Every athlete, Olympic or otherwise, has a training and recovery regimen in which they participate. In the last several years, you may have noticed these athletes wearing either black or colorful tape on their skin in varying patterns. This wrapping is kinesiology tape, and it’s an injured athlete’s best friend.
Coming into the public eye during the 2008 Summer Olympics, kinesiology tape quickly became a go-to modality for therapists working with athletes. And for good reason.
What is Kinesiology Tape?
Kinesiology tape, also called KT tape, is an elastic, adhesive tape meant for skin application. It’s hypoallergenic and designed for multi-day wear. And since it’s water-resistant and stretches with them, athletes can wear it during practice and games or events. It also reduces pain and swelling and assists in muscle recovery.
KT tape allows athletes to continue performing while injured as it provides support as well. Because it both aids in pain and inflammation relief, players can train/compete while the injury is still healing. This is a massive benefit for professional and competitive athletes.
What Does It Do?
Kinesiology tape helps to alleviate muscle discomfort. When applied to the skin, it microscopically lifts the outer layer away from the muscle, forming minor helices which creates more space between skin cells. The increase of spaces allows for a decrease in inflammation and provides better blood and lymphatic fluid flow to and from the area.
It also affects the nerve endings located in between these two layers. When the pressure on them is released, they send signals to the brain to tell it that they’re no longer threatened. The brain can then send signals to the rest of the body that it is no longer under threat, and it can adjust accordingly.
The stimulation of the skin and blood flow also blocks signals to the brain’s pain receptors. This is particularly useful to athletes with sensitive injuries. The increased flow of the lymphatic fluids allows drainage of anything collecting in the injured area which reduces swelling.
Assists in contusion recovery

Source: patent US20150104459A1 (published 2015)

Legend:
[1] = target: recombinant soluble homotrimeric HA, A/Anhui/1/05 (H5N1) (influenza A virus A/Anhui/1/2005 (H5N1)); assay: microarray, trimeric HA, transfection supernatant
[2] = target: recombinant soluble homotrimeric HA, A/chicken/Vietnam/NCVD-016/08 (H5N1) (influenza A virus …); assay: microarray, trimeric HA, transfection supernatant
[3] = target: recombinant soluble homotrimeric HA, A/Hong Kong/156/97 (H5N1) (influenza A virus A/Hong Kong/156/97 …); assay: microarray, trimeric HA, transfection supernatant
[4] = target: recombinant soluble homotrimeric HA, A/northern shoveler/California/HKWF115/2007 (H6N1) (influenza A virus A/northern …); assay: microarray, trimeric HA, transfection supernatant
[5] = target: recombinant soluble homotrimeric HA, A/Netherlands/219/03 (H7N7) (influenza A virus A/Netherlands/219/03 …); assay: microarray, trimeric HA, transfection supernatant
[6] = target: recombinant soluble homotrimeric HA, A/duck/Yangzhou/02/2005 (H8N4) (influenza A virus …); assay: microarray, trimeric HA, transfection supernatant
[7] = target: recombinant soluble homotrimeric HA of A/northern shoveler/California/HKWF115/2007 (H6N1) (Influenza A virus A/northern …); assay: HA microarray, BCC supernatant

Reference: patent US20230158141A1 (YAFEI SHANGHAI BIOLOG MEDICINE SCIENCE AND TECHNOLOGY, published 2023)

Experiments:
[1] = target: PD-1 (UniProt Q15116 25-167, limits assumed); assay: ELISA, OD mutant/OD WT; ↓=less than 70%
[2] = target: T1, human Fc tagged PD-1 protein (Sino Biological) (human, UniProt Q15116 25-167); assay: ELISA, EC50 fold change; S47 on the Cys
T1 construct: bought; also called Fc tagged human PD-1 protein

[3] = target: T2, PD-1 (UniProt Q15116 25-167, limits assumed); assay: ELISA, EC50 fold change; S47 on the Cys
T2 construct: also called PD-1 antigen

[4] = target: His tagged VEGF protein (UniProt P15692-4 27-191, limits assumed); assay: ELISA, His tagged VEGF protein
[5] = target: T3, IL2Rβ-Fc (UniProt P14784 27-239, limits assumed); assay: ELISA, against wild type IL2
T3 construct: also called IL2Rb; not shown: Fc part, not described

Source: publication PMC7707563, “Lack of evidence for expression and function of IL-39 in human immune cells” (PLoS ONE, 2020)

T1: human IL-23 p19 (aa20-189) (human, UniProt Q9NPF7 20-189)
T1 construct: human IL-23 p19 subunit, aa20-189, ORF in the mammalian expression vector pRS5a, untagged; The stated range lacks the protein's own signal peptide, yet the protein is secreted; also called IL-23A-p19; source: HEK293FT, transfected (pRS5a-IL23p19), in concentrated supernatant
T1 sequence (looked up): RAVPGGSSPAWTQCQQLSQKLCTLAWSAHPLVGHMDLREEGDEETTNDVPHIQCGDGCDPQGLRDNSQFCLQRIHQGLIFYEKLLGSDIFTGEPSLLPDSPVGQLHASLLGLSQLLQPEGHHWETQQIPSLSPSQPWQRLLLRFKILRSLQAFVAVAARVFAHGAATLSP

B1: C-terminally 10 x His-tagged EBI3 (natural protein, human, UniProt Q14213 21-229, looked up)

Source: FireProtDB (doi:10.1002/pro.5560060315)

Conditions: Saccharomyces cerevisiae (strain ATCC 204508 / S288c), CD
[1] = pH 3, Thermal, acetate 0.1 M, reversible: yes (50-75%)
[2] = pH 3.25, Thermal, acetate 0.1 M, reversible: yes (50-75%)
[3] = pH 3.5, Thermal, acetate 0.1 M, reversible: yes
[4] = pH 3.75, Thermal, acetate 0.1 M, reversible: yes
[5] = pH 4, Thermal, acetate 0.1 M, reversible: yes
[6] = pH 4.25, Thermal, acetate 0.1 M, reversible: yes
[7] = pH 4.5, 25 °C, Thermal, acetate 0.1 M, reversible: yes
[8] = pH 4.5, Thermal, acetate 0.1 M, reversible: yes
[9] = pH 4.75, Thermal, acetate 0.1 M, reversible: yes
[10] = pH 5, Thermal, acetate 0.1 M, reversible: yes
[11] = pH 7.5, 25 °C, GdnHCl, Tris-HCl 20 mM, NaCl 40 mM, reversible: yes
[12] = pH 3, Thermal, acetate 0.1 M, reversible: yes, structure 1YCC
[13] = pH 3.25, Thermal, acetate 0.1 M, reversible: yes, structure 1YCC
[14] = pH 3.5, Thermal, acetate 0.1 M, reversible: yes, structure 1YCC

This also works for healing bruises. A therapist will fan out the KT tape over the area to raise the skin, and after a few days when the tape is removed, the fanned pattern can be seen on the skin.
Assists in cramping and spasms
Because kinesiology tape improves circulation to the applied area, oxygen reaches it more easily, keeping muscle cramps at bay.
Aids in overall recovery
Lactic acid tends to build up in overused, overwrought muscles – the improved circulation brought by the KT tape assists in speeding up recovery time. And healing faster means getting back in the game faster.
How Does It Pair with Massage Therapy?
Massage therapy and kinesiology do not have to be kept separate. In fact, the use of KT tape is often considered a modality of massage therapy. Aside from reducing inflammation, kinesiology tape also promotes circulation and muscle healing – qualities parallel with massage therapy. It supports tendons, ligaments, and joints, all areas which therapists work on to promote healing in an athlete.
Once the therapist is finished treating the soft tissue for the session, taping helps to prolong the effects of the therapy until it’s removed (3-5 days). Think of it as having the massage therapist still with you for several days after the session.
Kinesiology Tape and Athletic Injuries
KT tape can be useful in many situations, but some common injuries have seen the most benefit with the treatment:
It isn’t exclusive to athletes, so anyone suffering from back pain can benefit from using kinesiology tape. These muscles are often overworked and distressed, so taping often involves building a support-frame to support them.
The KT tape anchors the injury (usually the hamstring, quadriceps, or patella) to balance out the weakness and support the knee.
Rotator cuff injuries
Because the shoulder joint is so unstable, injuries here are not uncommon. The tape helps stabilize the injured muscles to reduce any strain on them until they’ve had time to heal.
When dealing with shin splints, a therapist will tape the leg in a radial pattern – this supports the muscles along the tibia, reducing healing time.
When KT tape is applied to the elbow, it relieves pressure on the tendon and evenly distributes it across the rest of the arm.
All this being said, kinesiology tape isn’t just for athletes. Anyone suffering from similar injuries can benefit from its use. But not everyone can apply it. Only trained professionals can place KT tape so it has the desired effect.